Amy Klobuchar was all of us in the South Carolina debate

Presidential hopeful Sen. Amy Klobuchar (D-MN) explains what was going through her mind during a fiery moment between former Vice President Joe Biden and Tom Steyer at the CBS Democratic debate in Charleston, South Carolina.

If you missed Tuesday night’s South Carolina presidential debate, I can sum it up in just two words: LOUD NOISES.

For extended periods of time during the two-hour debate, candidates sought to talk over one another, land opposition research hits and create zingers that they could then use to raise money for campaigns rapidly running out of it.

It made for an absolutely terrible debate — to watch and to participate in.

Which brings me to this photo of Minnesota Sen. Amy Klobuchar reacting to being caught in the middle of a shouting match between former Vice President Joe Biden and billionaire businessman Tom Steyer over the latter’s supposed support for private prisons.

Yes, Amy. I feel you. We all feel you.

Asked about her reaction in the photo, Klobuchar told CNN’s John Berman this on Wednesday morning (bolding is mine):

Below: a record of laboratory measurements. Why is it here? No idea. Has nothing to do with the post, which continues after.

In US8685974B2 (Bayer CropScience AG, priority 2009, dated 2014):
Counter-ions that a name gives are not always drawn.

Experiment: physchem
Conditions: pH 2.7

“It was a legitimate discussion, but Steyer moved over closer and closer to my space to the point I thought I could actually get hit on the debate stage. … And then I thought, ‘Well he’s kinda got deep pockets if that happens.’ I don’t know. But I was literally sandwiched between the two of them yelling at each other. I knew very well what was going on and what that photo would be. Because my point to America was, we don’t all agree with the fighting, people can make their points but this keeps going and going. To me it’s one thing to make a policy point. It’s another to make it so you get a sound bite the next day on TV just to raise money. And that feels a bit what was going on with some of my colleagues.”

Yes, yes, yes.

There is always a performative aspect to politics — especially in debates — but Klobuchar’s critique, in words and that picture, perfectly summed up my (and I bet a lot of other peoples’) frustration with Tuesday night: It felt like sound and fury signifying nothing. The candidates wanted to show they were Outraged and Angry and Not Going To Take It Anymore. And so they yelled at each other and interrupted each other and snarked at each other. But they didn’t really debate each other.

Throwing your hands up in wonderment and frustration was really the only right reaction to all of it. Which Klobuchar nailed.

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